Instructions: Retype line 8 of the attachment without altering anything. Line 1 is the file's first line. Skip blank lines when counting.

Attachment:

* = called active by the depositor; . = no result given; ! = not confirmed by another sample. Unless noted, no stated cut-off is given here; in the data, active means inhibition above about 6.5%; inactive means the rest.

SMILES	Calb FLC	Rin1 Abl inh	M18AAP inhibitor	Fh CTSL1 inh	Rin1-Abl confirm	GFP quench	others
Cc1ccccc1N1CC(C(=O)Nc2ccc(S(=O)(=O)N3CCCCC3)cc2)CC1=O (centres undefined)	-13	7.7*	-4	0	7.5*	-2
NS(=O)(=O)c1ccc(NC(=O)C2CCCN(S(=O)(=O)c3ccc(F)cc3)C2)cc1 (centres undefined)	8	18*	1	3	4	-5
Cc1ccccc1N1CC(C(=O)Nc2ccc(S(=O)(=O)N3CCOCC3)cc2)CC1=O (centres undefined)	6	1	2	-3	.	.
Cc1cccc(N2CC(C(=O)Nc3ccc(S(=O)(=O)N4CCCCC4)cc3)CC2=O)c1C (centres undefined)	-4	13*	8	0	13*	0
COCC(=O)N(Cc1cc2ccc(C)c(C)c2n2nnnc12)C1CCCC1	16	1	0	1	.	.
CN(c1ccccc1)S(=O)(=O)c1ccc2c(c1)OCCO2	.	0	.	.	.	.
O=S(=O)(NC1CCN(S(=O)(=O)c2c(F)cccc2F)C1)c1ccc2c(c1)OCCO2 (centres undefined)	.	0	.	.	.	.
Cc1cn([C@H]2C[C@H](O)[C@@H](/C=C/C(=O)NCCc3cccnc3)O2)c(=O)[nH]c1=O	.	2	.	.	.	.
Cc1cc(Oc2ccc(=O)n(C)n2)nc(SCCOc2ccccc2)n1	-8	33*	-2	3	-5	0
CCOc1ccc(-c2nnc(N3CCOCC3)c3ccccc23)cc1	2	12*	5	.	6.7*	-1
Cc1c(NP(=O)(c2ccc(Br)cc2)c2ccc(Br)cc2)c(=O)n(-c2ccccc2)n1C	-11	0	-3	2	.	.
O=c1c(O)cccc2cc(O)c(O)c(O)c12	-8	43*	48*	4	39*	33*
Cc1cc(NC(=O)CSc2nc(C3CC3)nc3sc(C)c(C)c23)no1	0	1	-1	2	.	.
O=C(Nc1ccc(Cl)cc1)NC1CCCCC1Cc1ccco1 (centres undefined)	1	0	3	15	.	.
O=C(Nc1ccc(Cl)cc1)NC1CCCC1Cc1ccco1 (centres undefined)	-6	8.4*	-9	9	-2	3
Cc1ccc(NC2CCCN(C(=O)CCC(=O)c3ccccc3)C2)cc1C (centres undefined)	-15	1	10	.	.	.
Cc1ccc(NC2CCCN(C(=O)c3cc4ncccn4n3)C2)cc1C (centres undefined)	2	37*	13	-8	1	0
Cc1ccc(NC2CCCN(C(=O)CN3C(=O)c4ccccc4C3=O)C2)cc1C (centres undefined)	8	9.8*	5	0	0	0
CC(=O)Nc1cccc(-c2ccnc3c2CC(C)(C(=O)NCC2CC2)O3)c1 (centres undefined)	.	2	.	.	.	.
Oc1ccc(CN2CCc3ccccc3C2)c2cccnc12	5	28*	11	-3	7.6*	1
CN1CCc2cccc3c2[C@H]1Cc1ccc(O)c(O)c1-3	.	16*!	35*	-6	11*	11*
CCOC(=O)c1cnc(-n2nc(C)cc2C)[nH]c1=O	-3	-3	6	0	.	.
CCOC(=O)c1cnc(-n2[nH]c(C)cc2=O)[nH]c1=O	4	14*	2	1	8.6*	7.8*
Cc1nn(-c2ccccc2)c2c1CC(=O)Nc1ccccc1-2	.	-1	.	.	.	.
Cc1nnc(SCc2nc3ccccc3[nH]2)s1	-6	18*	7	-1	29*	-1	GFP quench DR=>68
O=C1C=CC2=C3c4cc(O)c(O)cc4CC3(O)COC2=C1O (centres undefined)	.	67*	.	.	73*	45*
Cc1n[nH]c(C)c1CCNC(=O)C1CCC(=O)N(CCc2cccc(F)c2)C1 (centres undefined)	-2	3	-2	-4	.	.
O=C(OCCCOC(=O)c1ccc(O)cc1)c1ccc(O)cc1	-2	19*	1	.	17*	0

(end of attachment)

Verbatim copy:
CN(c1ccccc1)S(=O)(=O)c1ccc2c(c1)OCCO2	.	0	.	.	.	.